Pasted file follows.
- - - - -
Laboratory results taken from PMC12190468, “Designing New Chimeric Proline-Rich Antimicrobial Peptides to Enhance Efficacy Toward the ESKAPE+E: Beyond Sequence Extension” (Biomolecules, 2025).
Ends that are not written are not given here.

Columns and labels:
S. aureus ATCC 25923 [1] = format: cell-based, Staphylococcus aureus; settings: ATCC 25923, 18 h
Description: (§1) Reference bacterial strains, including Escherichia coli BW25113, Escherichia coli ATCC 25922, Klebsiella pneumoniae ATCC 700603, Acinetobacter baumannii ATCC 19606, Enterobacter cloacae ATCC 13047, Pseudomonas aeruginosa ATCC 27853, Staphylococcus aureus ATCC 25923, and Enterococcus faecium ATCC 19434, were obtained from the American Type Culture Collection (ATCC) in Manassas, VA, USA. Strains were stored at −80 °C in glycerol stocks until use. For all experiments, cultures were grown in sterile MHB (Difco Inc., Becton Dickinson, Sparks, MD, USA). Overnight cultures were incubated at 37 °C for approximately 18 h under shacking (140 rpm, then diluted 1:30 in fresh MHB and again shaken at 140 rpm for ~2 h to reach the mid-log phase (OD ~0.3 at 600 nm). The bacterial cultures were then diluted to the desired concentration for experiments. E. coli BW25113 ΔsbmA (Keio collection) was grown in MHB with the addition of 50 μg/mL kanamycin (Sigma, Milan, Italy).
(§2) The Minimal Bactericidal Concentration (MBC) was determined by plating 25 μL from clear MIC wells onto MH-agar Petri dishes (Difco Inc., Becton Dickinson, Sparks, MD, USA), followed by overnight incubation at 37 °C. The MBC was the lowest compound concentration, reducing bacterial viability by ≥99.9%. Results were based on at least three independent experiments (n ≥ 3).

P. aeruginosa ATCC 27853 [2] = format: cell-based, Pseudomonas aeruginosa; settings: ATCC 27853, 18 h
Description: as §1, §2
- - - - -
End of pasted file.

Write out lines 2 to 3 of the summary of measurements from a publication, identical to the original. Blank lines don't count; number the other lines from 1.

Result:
Ends that are not written are not given here.

Columns and labels: